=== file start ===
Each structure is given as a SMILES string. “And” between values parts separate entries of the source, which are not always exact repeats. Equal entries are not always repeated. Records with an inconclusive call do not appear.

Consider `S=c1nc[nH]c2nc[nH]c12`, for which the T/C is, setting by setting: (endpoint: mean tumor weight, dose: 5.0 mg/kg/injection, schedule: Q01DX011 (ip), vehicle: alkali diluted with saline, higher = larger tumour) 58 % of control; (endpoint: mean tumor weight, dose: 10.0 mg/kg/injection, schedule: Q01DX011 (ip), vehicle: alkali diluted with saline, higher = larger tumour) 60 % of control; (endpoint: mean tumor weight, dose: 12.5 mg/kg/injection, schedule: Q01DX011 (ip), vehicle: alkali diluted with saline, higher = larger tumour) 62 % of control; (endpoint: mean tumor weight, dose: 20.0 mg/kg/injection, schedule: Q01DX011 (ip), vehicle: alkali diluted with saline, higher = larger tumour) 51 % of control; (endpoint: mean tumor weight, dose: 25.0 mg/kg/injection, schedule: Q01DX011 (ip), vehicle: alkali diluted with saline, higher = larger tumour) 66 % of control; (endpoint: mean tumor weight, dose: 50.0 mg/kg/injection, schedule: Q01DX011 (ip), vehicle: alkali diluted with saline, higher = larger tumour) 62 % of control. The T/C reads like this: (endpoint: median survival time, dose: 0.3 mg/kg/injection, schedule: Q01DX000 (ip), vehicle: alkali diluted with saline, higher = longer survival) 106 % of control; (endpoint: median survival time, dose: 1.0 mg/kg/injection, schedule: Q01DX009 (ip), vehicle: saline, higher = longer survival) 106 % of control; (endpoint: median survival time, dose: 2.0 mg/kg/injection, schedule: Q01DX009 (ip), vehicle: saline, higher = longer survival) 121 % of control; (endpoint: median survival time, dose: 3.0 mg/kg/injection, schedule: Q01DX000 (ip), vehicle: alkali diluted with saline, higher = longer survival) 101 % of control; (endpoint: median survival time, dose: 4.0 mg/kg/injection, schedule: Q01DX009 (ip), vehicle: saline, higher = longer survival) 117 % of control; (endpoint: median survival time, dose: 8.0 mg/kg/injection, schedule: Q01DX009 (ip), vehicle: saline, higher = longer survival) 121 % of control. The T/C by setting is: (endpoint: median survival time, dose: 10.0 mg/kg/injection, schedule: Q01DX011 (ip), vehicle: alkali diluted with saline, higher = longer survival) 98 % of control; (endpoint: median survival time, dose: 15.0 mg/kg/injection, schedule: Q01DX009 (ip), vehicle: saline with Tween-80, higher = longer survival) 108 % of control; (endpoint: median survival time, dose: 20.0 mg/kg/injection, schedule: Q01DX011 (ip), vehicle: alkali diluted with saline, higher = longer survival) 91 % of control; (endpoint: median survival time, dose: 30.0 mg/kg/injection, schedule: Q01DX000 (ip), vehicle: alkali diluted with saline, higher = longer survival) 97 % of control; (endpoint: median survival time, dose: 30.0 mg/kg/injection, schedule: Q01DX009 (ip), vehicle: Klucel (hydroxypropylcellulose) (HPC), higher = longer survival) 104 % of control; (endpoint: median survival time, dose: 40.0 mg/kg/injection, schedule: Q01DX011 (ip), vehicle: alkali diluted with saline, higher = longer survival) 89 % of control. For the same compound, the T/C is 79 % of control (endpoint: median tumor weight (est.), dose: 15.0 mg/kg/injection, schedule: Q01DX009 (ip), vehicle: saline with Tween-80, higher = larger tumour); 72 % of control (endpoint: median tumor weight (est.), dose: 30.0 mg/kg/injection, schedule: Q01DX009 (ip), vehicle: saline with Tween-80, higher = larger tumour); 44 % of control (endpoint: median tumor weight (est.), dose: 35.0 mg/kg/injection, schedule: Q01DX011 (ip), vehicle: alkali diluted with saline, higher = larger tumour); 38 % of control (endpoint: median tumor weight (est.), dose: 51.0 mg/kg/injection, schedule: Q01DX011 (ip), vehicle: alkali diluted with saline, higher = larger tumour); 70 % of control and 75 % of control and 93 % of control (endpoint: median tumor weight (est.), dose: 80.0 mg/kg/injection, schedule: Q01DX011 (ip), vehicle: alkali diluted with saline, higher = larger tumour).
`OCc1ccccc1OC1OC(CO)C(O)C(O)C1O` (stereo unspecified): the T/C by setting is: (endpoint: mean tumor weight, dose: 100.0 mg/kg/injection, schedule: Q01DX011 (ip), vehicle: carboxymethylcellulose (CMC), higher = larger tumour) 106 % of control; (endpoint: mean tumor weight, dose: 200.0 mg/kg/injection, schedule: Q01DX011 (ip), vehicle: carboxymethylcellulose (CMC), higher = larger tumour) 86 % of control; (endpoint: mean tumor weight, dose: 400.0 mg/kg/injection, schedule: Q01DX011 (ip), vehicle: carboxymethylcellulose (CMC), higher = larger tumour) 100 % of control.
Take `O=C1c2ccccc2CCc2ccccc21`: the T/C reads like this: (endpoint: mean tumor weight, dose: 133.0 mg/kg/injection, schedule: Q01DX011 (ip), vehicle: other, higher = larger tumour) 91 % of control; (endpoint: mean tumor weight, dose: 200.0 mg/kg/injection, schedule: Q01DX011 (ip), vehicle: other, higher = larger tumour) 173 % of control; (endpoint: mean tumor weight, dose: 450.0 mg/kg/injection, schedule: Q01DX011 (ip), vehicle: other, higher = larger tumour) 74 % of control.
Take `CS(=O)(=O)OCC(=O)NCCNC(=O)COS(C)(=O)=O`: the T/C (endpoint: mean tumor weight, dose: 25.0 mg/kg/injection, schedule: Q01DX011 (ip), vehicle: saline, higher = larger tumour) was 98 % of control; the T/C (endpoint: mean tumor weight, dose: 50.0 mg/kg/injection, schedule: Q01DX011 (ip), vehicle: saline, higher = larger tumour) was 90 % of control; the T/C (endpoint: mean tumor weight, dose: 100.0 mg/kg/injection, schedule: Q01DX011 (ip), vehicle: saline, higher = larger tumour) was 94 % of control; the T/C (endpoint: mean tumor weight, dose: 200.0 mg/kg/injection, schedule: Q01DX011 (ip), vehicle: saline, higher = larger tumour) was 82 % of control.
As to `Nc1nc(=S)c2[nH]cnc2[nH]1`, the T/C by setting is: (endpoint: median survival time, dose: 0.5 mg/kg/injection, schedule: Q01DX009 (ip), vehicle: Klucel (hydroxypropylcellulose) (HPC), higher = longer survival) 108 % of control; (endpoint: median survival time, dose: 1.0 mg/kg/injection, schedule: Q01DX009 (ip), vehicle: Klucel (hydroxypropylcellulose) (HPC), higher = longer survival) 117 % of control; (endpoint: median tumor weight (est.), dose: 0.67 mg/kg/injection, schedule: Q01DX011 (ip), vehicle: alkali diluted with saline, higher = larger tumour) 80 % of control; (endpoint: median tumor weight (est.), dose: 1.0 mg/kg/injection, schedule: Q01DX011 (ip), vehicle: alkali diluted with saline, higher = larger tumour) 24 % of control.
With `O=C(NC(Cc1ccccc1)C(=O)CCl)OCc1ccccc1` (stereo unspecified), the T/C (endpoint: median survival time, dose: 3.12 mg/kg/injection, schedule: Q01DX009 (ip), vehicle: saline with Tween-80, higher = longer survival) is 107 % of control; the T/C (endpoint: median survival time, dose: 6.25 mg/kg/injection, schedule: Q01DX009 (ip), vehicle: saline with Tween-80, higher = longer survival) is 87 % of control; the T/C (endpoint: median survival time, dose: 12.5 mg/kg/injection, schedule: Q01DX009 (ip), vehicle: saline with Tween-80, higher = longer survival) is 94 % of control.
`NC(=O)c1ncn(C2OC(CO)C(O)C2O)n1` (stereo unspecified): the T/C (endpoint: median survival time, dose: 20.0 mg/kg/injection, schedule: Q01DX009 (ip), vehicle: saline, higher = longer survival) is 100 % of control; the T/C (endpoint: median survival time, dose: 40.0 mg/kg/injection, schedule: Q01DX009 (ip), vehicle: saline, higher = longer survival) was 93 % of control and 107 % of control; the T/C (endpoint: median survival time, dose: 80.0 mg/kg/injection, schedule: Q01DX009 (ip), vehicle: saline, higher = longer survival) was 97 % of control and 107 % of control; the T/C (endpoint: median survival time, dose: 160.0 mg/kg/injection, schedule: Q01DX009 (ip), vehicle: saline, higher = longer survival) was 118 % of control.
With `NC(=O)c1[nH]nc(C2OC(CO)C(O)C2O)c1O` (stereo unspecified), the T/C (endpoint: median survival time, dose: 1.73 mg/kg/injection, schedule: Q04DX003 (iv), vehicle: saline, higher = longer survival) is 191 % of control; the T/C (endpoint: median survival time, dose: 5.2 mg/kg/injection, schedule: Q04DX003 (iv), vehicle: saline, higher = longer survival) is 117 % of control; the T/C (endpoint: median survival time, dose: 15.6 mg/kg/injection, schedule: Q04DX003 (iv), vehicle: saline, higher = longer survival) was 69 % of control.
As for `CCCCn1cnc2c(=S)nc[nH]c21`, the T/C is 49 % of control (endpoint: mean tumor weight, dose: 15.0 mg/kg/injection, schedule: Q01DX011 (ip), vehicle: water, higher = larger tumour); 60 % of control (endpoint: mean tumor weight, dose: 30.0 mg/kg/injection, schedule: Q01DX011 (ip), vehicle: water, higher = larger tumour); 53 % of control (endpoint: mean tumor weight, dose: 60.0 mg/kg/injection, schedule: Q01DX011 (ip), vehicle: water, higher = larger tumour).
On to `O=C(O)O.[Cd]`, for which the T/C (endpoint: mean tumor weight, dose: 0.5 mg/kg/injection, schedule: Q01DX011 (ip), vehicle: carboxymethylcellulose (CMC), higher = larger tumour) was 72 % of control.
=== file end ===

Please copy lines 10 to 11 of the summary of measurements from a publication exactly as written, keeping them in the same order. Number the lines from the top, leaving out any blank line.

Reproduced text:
As for `CCCCn1cnc2c(=S)nc[nH]c21`, the T/C is 49 % of control (endpoint: mean tumor weight, dose: 15.0 mg/kg/injection, schedule: Q01DX011 (ip), vehicle: water, higher = larger tumour); 60 % of control (endpoint: mean tumor weight, dose: 30.0 mg/kg/injection, schedule: Q01DX011 (ip), vehicle: water, higher = larger tumour); 53 % of control (endpoint: mean tumor weight, dose: 60.0 mg/kg/injection, schedule: Q01DX011 (ip), vehicle: water, higher = larger tumour).
On to `O=C(O)O.[Cd]`, for which the T/C (endpoint: mean tumor weight, dose: 0.5 mg/kg/injection, schedule: Q01DX011 (ip), vehicle: carboxymethylcellulose (CMC), higher = larger tumour) was 72 % of control.